The fight against cancer now includes heated nanoparticles


New research suggests that heat may be an important factor in the fight against cancer. In a collaborative effort among scientists from the National Institute of Standards and Technology (NIST), John Hopkins University School of Medicine and the University of Manitoba, researchers found that carefully designed magnetic nanoparticles can be used to inject heat directly into cancer cells.

These magnetic nanoparticles are ultra-tiny balls of iron oxide. When exposed to a magnetic field, these microscopic bundles heat up. Not sure what iron oxide is? No worries. Imagine lobbing grenades at enemy combatants and you’ll have a general idea of what the scientists have accomplished. Or you could just imagine boiling an egg.

By first injecting the nanoparticles into cancerous tumors, which are programmed to find them, scientists can focus an attacking the affected cells directly. Different types of cancer require different levels of heat, so different magnetic fields will be required based on situation.

The fight against cancer isn’t over yet!

Similar research also led to treatments for hypothermia.

A lot of work is left to be done to find out which treatments in the fight against cancer work best. Scientists caution that they still need to spend more time researching how to optimize the nanoparticles to function economically, as the cost of running an alternating magnetic field is high.

More importantly, the needed level of iron is toxic when bouncing around inside the human body. The researchers had to find a way of engineering and delivering the required dose without killing the patient. To do this, they wrapped the nanoparticles in a non-toxic biological shell that can keep the heated iron out of direct contact with healthy cells.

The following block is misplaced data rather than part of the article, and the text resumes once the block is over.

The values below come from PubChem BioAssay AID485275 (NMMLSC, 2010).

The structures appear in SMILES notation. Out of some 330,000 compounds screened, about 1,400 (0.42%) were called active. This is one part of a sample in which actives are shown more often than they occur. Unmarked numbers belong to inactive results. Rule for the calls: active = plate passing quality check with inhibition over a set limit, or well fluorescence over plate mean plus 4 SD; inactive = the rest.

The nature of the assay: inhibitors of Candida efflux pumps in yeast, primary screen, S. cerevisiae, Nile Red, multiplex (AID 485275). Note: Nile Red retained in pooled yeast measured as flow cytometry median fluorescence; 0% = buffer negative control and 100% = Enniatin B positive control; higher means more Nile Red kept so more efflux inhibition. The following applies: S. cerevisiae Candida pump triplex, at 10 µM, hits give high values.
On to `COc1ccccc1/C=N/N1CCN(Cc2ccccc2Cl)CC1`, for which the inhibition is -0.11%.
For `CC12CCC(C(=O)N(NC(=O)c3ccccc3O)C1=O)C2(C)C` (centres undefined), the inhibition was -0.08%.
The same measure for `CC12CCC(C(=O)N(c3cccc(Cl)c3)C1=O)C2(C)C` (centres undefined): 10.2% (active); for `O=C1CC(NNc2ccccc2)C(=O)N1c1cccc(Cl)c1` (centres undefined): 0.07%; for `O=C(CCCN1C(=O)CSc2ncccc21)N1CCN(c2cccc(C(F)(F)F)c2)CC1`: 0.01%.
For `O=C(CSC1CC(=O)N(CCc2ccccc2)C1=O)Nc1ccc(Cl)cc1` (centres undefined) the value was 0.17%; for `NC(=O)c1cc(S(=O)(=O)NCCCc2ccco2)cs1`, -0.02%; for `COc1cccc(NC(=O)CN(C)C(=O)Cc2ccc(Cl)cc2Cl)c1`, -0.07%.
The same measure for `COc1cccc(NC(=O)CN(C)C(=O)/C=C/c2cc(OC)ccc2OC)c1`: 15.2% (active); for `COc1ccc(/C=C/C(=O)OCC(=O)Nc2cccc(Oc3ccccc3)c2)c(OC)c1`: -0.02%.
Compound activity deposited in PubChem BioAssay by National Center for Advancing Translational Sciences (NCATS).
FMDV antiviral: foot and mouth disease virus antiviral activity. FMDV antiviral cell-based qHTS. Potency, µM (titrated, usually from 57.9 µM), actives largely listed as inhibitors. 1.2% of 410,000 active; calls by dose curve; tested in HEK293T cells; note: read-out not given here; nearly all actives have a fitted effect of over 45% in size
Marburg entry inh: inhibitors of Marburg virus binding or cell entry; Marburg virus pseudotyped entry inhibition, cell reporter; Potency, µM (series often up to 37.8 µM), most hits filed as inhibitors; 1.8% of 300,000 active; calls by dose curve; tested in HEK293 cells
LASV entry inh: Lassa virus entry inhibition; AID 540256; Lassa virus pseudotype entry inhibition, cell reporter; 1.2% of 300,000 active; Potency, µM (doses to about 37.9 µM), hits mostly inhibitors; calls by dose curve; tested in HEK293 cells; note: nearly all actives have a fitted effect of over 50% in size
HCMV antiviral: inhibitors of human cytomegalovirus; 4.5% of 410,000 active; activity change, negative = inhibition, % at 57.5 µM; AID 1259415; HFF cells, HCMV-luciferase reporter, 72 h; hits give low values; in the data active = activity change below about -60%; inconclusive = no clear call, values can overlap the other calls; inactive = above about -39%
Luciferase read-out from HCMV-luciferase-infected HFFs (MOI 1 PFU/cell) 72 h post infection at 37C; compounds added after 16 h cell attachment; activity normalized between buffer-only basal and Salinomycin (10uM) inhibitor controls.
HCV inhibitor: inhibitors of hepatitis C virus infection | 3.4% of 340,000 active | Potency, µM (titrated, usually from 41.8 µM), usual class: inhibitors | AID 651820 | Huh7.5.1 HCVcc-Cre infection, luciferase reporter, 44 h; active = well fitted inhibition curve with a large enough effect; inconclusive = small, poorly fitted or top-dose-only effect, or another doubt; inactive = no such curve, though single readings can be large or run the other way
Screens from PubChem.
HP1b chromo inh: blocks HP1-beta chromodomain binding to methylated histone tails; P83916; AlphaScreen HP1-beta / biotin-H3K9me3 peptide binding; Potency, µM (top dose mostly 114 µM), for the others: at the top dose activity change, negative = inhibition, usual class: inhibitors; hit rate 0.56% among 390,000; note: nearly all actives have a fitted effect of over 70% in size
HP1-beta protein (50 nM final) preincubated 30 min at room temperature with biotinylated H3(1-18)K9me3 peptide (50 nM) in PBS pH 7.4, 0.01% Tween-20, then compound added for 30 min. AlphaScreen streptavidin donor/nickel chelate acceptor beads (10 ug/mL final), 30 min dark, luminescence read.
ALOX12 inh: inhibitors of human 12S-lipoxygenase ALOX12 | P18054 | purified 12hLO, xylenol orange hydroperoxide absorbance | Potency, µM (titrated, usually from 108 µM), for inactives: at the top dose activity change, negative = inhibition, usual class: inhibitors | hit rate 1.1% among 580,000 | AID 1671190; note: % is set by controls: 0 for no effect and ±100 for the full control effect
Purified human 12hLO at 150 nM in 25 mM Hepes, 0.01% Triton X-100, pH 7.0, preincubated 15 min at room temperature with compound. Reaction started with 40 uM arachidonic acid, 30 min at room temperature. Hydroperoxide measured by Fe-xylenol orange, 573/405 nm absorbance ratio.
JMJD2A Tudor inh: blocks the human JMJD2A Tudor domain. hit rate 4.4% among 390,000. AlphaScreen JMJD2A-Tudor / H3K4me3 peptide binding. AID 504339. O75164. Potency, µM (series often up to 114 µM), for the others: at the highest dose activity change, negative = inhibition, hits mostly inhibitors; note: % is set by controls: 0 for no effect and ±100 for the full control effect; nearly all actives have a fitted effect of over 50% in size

The ultimate purpose of the research is lessening the need for radiotherapy or chemotherapy. While still useful, the application of heat increases the effectiveness of typical treatments, thereby reducing the danger of complication.

When do you think the fight against cancer will end? Will we find a cure or a foolproof treatment within the next decade? Let us know what you think the future holds!

About Author

Jeff is a self-proclaimed pragmatic futurist; that is, he has high hopes for absurd life-altering technologies which sound too good to be true, and probably are. Although he writes on a variety of subjects, his real passion is for technological innovation and the people who make it happen. By day, he enjoys fuzzy bunnies, kittens, puppies, roller coasters and a sardonic written word or two. By night, he's busy running, replaying a random Final Fantasy game, or pretending to be Batman. He currently resides in Upstate NY.